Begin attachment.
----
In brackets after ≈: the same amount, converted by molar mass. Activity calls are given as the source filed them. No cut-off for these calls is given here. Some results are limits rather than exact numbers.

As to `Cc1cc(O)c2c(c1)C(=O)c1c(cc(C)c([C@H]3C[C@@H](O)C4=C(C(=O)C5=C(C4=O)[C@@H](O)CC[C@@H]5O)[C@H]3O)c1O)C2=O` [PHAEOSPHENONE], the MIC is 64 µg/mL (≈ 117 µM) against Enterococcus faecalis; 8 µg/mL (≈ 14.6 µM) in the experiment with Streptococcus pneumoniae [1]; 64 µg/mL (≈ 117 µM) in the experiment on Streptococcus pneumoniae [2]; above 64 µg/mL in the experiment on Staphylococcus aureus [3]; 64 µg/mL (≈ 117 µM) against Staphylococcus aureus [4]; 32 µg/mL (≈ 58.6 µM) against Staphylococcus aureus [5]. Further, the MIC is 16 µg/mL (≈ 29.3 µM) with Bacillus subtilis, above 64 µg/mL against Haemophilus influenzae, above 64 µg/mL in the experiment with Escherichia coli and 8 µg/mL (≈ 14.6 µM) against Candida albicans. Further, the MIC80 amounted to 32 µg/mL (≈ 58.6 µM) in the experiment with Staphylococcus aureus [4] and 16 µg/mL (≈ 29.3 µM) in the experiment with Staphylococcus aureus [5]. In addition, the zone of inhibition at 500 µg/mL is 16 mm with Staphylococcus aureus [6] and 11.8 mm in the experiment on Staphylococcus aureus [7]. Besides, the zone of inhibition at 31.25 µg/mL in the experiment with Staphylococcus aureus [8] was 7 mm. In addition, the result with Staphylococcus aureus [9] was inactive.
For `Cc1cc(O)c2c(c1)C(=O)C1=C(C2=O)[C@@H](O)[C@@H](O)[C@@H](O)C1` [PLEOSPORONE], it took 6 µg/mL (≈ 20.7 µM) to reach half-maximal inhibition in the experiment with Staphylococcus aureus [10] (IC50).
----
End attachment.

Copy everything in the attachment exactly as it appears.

In brackets after ≈: the same amount, converted by molar mass. Activity calls are given as the source filed them. No cut-off for these calls is given here. Some results are limits rather than exact numbers.

As to `Cc1cc(O)c2c(c1)C(=O)c1c(cc(C)c([C@H]3C[C@@H](O)C4=C(C(=O)C5=C(C4=O)[C@@H](O)CC[C@@H]5O)[C@H]3O)c1O)C2=O` [PHAEOSPHENONE], the MIC is 64 µg/mL (≈ 117 µM) against Enterococcus faecalis; 8 µg/mL (≈ 14.6 µM) in the experiment with Streptococcus pneumoniae [1]; 64 µg/mL (≈ 117 µM) in the experiment on Streptococcus pneumoniae [2]; above 64 µg/mL in the experiment on Staphylococcus aureus [3]; 64 µg/mL (≈ 117 µM) against Staphylococcus aureus [4]; 32 µg/mL (≈ 58.6 µM) against Staphylococcus aureus [5]. Further, the MIC is 16 µg/mL (≈ 29.3 µM) with Bacillus subtilis, above 64 µg/mL against Haemophilus influenzae, above 64 µg/mL in the experiment with Escherichia coli and 8 µg/mL (≈ 14.6 µM) against Candida albicans. Further, the MIC80 amounted to 32 µg/mL (≈ 58.6 µM) in the experiment with Staphylococcus aureus [4] and 16 µg/mL (≈ 29.3 µM) in the experiment with Staphylococcus aureus [5]. In addition, the zone of inhibition at 500 µg/mL is 16 mm with Staphylococcus aureus [6] and 11.8 mm in the experiment on Staphylococcus aureus [7]. Besides, the zone of inhibition at 31.25 µg/mL in the experiment with Staphylococcus aureus [8] was 7 mm. In addition, the result with Staphylococcus aureus [9] was inactive.
For `Cc1cc(O)c2c(c1)C(=O)C1=C(C2=O)[C@@H](O)[C@@H](O)[C@@H](O)C1` [PLEOSPORONE], it took 6 µg/mL (≈ 20.7 µM) to reach half-maximal inhibition in the experiment with Staphylococcus aureus [10] (IC50).